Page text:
On the flight deck of the HSV 2 Swift, U.S. Navy Rear Adm. Sinclair Harris received instructions Friday on how to launch the 13-pound drone that looks like a model airplane built by a teenager in the family garage.
“Raise it when we’re ready,” a civilian operator told the commander of the U.S. 4th Fleet. “It’s a piece of cake.”
Harris did as told, launching the Puma AE (all environment) — a waterproof, unmanned aircraft — into the vast blue yonder of the Florida Straits to track and provide real-time video of a go-fast boat in a mock drug smuggling operation.
“So easy, even an admiral can do it,” Harris joked.
It was a test to see if the relatively low-cost drone, which runs on battery power, could be an alternative to manned aircraft such as the P-3 Orion, which requires a crew of seven and guzzles fuel.
The Navy is trying to get creative to continue its never-ending war on drugs during these tough economic times, in which its budget has been further squeezed by new mandatory cuts triggered by the recent federal sequester.
In March, the Navy announced the budget cuts were forcing it to stop the deployments of two of its frigates, the USS Gary and the USS Thach, that were patrolling the Caribbean and eastern Pacific for traffickers of drugs, people and guns.
“It’s the old saying attributed to Mr. [Winston] Churchill: ‘We’ve run out of money; it’s time to think,’ ” Harris said.
That’s why the 321-foot Swift also was carrying an unusual sight for a ship — a big white blimp that was moored next to the big X that marks the spot for helicopter landings.
This TIF-25K Tethered Aerostat had no markings on it because it was used for military operations in Afghanistan. But with the draw down of missions in that war, the military wants to find ways to repurpose the unmanned blimps that run on helium.
“We’ve only been at sea once before, and that was on a barge in one of the Great Lakes,” said Craig P. Laws, the U.S. Navy program manager for Raven Inc., the blimp’s private manufacturer based in South Dakota. “We used it for a scientific experiment, watching algae grow with a university. Flying from the flight deck of a Navy ship is new to us.”
While blimps and remote controlled airplanes have been around for decades; never before have they been combined for this sort of mission at sea. Part of the reason: the technology has greatly advanced (also becoming smaller and lighter) for the cameras, sensors and communication equipment they carry. “And obviously, necessity is the mother of invention,” Harris said.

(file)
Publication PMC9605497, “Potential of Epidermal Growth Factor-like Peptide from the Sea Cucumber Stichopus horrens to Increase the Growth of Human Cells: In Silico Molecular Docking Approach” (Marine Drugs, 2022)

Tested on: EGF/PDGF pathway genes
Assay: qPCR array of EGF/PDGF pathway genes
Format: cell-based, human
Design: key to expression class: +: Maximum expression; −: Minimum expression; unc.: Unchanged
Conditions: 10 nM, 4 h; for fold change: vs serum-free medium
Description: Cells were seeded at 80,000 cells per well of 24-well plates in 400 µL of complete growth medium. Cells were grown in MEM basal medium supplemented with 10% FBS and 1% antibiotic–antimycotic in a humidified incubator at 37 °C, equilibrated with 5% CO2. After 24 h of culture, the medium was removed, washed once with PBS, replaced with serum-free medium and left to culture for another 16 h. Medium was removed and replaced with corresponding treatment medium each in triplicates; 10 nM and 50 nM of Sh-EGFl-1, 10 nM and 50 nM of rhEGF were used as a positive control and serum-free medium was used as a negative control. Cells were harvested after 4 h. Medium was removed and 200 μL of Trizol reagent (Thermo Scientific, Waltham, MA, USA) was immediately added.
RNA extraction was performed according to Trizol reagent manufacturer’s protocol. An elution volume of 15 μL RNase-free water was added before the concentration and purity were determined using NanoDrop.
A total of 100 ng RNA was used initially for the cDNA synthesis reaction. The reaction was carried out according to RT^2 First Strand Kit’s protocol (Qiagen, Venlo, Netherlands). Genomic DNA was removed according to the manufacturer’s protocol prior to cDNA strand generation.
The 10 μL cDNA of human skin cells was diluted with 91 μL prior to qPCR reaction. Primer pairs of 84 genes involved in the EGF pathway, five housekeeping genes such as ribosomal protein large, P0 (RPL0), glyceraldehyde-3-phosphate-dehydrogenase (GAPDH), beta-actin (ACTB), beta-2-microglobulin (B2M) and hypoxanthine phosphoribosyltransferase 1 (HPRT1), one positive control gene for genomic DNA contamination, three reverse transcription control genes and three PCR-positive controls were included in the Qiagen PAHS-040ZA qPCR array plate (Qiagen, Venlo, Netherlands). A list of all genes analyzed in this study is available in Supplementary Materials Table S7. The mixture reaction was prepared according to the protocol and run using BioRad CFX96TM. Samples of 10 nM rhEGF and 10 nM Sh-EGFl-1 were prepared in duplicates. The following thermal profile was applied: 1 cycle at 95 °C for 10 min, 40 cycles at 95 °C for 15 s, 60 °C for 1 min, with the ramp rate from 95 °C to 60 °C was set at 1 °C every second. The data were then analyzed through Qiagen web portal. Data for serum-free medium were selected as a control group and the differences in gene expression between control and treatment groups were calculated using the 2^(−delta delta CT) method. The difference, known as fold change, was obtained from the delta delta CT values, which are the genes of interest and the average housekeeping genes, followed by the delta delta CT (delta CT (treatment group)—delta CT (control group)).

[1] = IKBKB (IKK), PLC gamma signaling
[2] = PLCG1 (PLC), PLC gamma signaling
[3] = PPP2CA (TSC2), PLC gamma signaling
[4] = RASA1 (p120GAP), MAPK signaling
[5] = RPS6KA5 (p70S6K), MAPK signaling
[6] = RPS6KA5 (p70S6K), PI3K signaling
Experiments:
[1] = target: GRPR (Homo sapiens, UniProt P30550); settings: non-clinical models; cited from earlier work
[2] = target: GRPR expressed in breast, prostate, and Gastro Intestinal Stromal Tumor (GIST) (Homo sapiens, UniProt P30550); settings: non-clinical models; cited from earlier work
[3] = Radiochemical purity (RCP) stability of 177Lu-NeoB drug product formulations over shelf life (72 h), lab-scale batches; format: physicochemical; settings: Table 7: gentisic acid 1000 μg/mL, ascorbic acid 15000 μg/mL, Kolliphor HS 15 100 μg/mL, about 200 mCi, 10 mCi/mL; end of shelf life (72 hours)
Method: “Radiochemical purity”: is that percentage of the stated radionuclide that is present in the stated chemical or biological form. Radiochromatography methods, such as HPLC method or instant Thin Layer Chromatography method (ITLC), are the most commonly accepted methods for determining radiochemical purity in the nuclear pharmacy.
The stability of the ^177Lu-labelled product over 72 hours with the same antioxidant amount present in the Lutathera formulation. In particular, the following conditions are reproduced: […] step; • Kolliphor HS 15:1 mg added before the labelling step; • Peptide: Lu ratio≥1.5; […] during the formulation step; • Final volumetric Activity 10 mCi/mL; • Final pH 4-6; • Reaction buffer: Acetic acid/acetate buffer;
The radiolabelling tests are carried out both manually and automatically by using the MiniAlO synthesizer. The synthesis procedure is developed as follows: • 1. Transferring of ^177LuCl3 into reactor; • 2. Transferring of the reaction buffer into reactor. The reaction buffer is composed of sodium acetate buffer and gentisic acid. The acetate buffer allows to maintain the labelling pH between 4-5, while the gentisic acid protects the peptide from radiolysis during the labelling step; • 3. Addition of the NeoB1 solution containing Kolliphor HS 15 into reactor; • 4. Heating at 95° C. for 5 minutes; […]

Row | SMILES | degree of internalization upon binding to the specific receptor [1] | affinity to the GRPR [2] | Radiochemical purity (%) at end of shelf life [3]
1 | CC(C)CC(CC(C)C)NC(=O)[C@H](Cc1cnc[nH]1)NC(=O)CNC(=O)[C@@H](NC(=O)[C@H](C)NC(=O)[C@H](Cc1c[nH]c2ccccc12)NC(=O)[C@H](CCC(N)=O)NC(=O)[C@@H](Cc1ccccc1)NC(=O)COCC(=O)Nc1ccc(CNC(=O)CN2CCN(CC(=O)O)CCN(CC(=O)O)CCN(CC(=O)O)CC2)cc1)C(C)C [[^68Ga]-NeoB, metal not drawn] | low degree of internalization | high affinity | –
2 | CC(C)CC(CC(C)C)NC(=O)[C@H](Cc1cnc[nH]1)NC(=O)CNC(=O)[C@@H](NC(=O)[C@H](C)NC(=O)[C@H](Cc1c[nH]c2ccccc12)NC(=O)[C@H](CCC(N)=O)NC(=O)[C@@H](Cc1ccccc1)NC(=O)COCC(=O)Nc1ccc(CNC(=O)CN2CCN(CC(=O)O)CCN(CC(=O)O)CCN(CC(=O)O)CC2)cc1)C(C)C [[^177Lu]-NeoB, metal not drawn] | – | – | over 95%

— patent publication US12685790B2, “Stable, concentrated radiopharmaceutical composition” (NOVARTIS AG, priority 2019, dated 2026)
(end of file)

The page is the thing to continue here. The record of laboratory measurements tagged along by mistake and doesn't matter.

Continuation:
It’s still a work in progress, but Harris is excited about the potential of the blimp and drone. Vessels like the Swift can increase its small boat detection capabilities from about five miles with its onboard radar, to 50 miles or so when the blimp and its F50 radar is raised to its maximum height of about 2,000 feet. The blimp also has a camera that can capture footage up to 15 miles away for big vessels.
And, weather permitting, the blimp can supply 24/7 monitoring. The P-3 must return within 10 hours for refueling and change of crews. The downside: there’s nobody armed in the blimp and drone that can force the smugglers to stop.
The drones are sent out only after a suspicious vehicle has been identified. “It gives a god’s-eye view,” said Craig Benson, director of business development for California-based AeroVironment Inc., which makes the Puma AE.
The Pumas can fly for about two hours and have the ability to sneak up on smugglers because they are quiet and look like birds, with a wingspan of nine feet. The hope is that its cameras will be able to capture evidence of smugglers trying to throw cocaine or marijuana overboard to avoid arrest and prosecution.